Lent Madness Offers Lighthearted Approach to Saintly Education

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The Episcopal News Service posted a story about Lent Madness. See below:

 

[Episcopal News Service] Anyone who considers Lent boring or deadly serious never met the Rev. Tim Schenck.

 

While other Episcopalians may be contemplating whether to give up chocolate or alcohol, or which spiritual discipline to take on for a solemn 40 days, Schenck is busy pondering whether Augustine or Lancelot Andrewes would match up better with Joan of Arc in a saintly sparring match.

 

In 2010, Schenck started Lent Madness, a saint-vs-saint online competition on his blog modeled after college basketball’s March Madness tournament. The idea caught on, and the madness has spread to include celebrity bloggers and, this year, its ownwebsite and Facebook fan page and a partnership with Forward Movement.

 

“I basically started it on a whim. I love sports, and I love Lent, so I thought: Why not combine these two?” said Schenck, rector of St. John the Evangelist Episcopal Church in Hingham, Massachusetts.

 

Why should basketball fans have all the fun “while we’re sitting around giving up chocolate?” he reasoned. “Lent is not all gloom and doom. What can be more joyful than a season specifically set apart to be closer to God?”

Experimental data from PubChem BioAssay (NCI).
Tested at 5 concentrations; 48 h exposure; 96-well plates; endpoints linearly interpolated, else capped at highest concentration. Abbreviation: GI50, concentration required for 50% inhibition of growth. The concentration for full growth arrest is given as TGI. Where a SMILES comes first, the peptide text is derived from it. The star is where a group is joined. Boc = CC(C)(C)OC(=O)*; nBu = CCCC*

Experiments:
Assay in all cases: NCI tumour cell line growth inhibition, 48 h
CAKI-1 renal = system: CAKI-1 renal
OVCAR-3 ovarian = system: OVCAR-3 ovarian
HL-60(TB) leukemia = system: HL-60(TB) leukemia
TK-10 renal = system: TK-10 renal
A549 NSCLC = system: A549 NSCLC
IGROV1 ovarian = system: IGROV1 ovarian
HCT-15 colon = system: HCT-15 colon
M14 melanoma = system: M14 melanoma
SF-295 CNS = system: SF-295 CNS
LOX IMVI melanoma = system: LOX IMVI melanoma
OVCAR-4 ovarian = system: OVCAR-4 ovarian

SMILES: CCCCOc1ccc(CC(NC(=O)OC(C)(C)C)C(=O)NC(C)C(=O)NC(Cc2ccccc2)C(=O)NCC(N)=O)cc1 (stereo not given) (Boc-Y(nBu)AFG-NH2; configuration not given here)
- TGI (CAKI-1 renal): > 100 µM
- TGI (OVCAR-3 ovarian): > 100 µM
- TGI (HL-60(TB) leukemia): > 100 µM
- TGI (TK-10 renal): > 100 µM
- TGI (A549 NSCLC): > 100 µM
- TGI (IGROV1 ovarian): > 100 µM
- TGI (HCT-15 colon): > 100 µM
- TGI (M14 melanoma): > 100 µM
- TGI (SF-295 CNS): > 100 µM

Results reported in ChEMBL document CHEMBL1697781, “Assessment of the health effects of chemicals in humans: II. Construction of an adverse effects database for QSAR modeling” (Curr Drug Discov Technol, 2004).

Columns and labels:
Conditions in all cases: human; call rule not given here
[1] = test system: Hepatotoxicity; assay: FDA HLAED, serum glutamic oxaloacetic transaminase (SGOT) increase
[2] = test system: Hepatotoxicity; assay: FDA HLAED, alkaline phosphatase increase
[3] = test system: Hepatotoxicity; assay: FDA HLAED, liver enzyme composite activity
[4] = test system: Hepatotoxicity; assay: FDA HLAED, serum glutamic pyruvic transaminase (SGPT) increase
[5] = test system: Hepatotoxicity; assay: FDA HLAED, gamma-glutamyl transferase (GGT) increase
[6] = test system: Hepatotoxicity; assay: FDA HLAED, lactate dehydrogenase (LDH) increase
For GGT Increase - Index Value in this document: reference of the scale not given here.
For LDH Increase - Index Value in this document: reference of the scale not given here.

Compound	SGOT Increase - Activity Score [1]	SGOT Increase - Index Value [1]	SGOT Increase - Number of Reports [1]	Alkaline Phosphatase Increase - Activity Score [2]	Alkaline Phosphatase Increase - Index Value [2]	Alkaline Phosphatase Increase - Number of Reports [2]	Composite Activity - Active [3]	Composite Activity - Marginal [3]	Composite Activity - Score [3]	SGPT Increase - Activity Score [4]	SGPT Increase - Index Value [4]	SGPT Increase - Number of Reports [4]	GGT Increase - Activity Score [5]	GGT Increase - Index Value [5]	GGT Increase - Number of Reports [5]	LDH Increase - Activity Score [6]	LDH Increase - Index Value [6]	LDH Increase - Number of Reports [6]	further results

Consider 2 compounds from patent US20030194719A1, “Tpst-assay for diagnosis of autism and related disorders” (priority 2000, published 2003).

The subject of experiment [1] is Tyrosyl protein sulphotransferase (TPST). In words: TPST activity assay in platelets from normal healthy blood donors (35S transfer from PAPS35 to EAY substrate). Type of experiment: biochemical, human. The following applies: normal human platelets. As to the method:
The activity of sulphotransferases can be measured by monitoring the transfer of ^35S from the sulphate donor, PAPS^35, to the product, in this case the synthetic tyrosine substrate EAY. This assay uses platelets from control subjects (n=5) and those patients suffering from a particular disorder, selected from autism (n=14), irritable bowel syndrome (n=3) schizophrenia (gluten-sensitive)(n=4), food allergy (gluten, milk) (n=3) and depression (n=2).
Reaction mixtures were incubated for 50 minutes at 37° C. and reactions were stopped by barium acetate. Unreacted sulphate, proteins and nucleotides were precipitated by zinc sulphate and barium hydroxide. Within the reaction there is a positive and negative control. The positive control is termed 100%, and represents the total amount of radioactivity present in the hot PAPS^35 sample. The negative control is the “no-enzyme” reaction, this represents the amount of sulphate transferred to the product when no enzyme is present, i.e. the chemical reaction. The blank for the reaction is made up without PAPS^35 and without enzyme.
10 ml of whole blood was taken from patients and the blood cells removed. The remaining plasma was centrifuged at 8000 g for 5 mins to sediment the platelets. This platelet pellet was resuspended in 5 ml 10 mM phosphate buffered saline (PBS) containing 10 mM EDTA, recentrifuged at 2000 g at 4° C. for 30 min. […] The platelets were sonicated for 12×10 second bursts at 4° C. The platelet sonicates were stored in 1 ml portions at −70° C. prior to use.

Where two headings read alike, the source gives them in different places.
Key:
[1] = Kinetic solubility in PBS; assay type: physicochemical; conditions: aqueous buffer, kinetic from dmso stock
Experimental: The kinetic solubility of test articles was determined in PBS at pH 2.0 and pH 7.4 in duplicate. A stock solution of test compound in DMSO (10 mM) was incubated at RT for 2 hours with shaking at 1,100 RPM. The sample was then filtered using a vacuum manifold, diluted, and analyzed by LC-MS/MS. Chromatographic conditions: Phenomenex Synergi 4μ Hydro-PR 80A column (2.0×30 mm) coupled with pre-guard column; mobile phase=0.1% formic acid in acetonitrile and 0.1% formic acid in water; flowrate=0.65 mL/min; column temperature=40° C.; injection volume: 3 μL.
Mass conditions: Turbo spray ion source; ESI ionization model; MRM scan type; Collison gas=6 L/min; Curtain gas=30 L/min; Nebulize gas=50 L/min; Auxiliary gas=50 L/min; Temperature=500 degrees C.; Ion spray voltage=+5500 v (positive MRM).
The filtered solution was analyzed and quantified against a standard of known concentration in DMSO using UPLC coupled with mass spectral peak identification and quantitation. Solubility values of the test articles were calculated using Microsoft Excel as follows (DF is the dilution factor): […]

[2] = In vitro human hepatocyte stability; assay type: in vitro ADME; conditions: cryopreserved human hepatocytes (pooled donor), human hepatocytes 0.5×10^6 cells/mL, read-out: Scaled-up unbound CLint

Teaming up with Forward Movement’s executive director, the Rev. Scott Gunn, Schenck has created a tournament-like single-elimination bracket of 32 diverse saints. Each day, the website will feature information about two saints in a matchup, and readers will vote for their favorite. Each round of voting will halve the competing saints, from 32 to the Round of the Saintly Sixteen, the Round of the Elate Eight, the Final Four and finally two vying for the coveted Golden Halo.

 

In the first round, voters receive straightforward biographical information about the saints to help them decide which to favor. At the next level, voters read “quotes and quirks” about the Saintly Sixteen. “And then we get into ‘saintly kitsch,’ which is one of my favorites,” Schenck said. “At this point, you figure that almost everybody that’s been participating has learned something about the saints and they’ve kind of figured out which ones they really identified with. Then we can have some real fun with it from there.”

 

Schenck’s favorite bit of kitsch? “Clare of Assisi is the patron saint of television because, when she was too ill to attend services, they appeared on the wall of her cell.”

 

Read the rest at Episcopal News Service

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